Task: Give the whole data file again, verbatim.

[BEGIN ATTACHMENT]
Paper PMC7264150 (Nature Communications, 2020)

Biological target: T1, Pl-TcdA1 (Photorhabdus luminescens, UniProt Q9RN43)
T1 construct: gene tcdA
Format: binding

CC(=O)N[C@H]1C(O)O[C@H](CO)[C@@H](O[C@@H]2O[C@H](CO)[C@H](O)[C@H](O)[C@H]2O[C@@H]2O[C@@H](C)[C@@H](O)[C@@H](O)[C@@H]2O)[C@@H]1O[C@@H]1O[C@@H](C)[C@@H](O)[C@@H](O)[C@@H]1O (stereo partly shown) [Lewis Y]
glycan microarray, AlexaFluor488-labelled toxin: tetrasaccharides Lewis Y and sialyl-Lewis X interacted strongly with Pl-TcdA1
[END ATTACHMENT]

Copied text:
Paper PMC7264150 (Nature Communications, 2020)

Biological target: T1, Pl-TcdA1 (Photorhabdus luminescens, UniProt Q9RN43)
T1 construct: gene tcdA
Format: binding

CC(=O)N[C@H]1C(O)O[C@H](CO)[C@@H](O[C@@H]2O[C@H](CO)[C@H](O)[C@H](O)[C@H]2O[C@@H]2O[C@@H](C)[C@@H](O)[C@@H](O)[C@@H]2O)[C@@H]1O[C@@H]1O[C@@H](C)[C@@H](O)[C@@H](O)[C@@H]1O (stereo partly shown) [Lewis Y]
glycan microarray, AlexaFluor488-labelled toxin: tetrasaccharides Lewis Y and sialyl-Lewis X interacted strongly with Pl-TcdA1